If the commit fixes a registered issue, state it in a separate line of the
Fix Trac ticket #42.
The first line will be used to name
the patch by
Common mistakes for the first line, as seen in
git log --oneline
include: missing context at the beginning; description of what the code did
before the patch; line too long or wrapped to the second line.
git format-patch <commit> [-o directory]
will generate a set of patches for each commit between <commit> and current HEAD. E.g.
git format-patch origin/master
will generate patches for all commits on current branch which are not present in upstream. A useful shortcut is also
git format-patch -n
which will generate patches from last n commits. By default the patches are created in the current directory.
git send-email <commit list|directory>
will send the patches created by
git format-patch or directly
generates them. All the email fields can be configured in the global/local
configuration or overridden by command line.
Note that this tool must often be installed separately (e.g. git-email
package on Debian-based distros).
Git automatically tracks such changes, making those normal commits.
mv/cp path/file otherpath/otherfile git add [-A] . git commit
In order to simplify a few workflows, it is advisable to configure both your personal Git installation and your local FFmpeg repository.
Add the following to your ~/.gitconfig to help
git format-patch detect renames:
[diff] renames = copy
In order to have
git send-email automatically send patches
to the ffmpeg-devel mailing list, add the following stanza
[sendemail] to = firstname.lastname@example.org
git reset <commit>
git reset will uncommit the changes till <commit> rewriting
the current branch history.
git commit --amend
allows one to amend the last commit details quickly.
git rebase -i origin/master
will replay local commits over the main repository allowing to edit, merge or remove some of them in the process.
git commit --amend and
rewrite history, so you should use them ONLY on your local or topic branches.
The main repository will reject those changes.
git revert <commit>
git revert will generate a revert commit. This will not make the
faulty commit disappear from the history.
git push origin master --dry-run
Will simulate a push of the local master branch to the default remote (origin). And list which branches and ranges or commits would have been pushed. Git will prevent you from pushing changes if the local and remote trees are out of sync. Refer to Updating the source tree to the latest revision.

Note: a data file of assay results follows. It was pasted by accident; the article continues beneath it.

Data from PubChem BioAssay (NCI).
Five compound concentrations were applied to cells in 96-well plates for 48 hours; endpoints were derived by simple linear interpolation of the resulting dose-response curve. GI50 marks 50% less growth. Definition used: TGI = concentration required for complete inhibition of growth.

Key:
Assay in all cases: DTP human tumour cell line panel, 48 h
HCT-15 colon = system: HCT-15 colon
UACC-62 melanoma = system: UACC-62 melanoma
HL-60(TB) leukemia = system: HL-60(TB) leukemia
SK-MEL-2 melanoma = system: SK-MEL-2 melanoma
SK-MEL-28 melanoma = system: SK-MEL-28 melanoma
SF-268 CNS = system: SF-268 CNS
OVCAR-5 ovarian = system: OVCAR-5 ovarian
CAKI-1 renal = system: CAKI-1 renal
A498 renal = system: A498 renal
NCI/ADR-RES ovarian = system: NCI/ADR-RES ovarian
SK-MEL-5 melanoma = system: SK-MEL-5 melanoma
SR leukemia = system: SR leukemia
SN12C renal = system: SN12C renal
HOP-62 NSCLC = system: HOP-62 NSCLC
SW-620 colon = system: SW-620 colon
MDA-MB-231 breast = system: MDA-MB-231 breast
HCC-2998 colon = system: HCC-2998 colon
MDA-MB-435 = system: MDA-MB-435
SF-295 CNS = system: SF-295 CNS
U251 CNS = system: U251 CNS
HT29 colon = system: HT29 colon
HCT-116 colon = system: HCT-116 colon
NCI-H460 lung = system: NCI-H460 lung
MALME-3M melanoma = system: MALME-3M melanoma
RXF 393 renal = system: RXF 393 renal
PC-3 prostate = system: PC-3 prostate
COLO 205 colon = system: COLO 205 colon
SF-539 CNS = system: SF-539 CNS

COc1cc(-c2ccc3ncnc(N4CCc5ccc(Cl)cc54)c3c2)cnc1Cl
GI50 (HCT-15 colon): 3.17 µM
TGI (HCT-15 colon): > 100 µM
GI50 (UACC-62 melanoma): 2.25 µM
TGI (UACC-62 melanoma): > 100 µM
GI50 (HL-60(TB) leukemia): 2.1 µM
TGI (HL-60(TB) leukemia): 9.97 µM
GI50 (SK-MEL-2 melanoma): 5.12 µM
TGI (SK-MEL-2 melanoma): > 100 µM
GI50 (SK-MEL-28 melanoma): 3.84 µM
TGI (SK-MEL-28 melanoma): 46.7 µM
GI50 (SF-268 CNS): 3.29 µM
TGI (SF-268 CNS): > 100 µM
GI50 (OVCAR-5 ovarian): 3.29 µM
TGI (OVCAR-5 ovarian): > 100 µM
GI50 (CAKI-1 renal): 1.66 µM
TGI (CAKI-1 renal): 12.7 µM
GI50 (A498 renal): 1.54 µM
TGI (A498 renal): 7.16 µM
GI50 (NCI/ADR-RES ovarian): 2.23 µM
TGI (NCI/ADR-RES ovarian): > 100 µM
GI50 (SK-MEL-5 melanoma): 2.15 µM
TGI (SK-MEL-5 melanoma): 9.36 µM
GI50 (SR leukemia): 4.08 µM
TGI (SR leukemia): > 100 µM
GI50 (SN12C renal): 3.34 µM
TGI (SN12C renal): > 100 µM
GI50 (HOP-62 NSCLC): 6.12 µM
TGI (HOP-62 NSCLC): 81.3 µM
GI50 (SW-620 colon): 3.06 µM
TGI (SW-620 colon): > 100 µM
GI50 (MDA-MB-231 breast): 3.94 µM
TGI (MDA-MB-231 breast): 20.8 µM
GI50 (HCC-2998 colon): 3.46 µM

git remote add <name> <url>
Will add additional remote with a name reference, it is useful if you want to push your local branch for review on a remote host.
git push <remote> <refspec>
Will push the changes to the <remote> repository.
Omitting <refspec> makes
git push update all the remote
branches matching the local ones.
Since version 1.7.1 Git supports ‘:/foo’ syntax for specifying commits based on a regular expression. see man gitrevisions
git show :/'as revision 23456'
will show the svn changeset ‘r23456’. With older Git versions searching in
git log output is the easiest option (especially if a pager with
search capabilities is used).
This commit can be checked out with
git checkout -b svn_23456 :/'as revision 23456'
or for Git < 1.7.1 with
git checkout -b svn_23456 $SHA1
where $SHA1 is the commit hash from the
git log output.
If you have no gpg key yet, we recommend that you create a ed25519 based key as it is small, fast and secure. Especially it results in small signatures in git.
gpg --default-new-key-algo "ed25519/cert,sign+cv25519/encr" --quick-generate-key "email@example.com"
When generating a key, make sure the email specified matches the email used in git as some sites like github consider mismatches a reason to declare such commits unverified. After generating a key you can add it to the MAINTAINER file and upload it to a keyserver.
Once you have a set of commits that you feel are ready for pushing, work through the following checklist to doublecheck everything is in proper order. This list tries to be exhaustive. In case you are just pushing a typo in a comment, some of the steps may be unnecessary. Apply your common sense, but if in doubt, err on the side of caution.
First, make sure that the commits and branches you are going to push
match what you want pushed and that nothing is missing, extraneous or
wrong. You can see what will be pushed by running the git push command
with --dry-run first. And then inspecting the commits listed with
git log -p 1234567..987654. The
git status command
may help in finding local changes that have been forgotten to be added.
Next let the code pass through a full run of our test suite.
- if fate fails due to missing samples run
make fate-rsyncand retry
Make sure all your changes have been checked before pushing them, the test suite only checks against regressions and that only to some extend. It does obviously not check newly added features/code to be working unless you have added a test for that (which is recommended).
Also note that every single commit should pass the test suite, not just the result of a series of patches.
Once everything passed, push the changes to your public ffmpeg clone and post a merge request to ffmpeg-devel. You can also push them directly but this is not recommended.
Contact the project admins at firstname.lastname@example.org if you have technical problems with the Git server.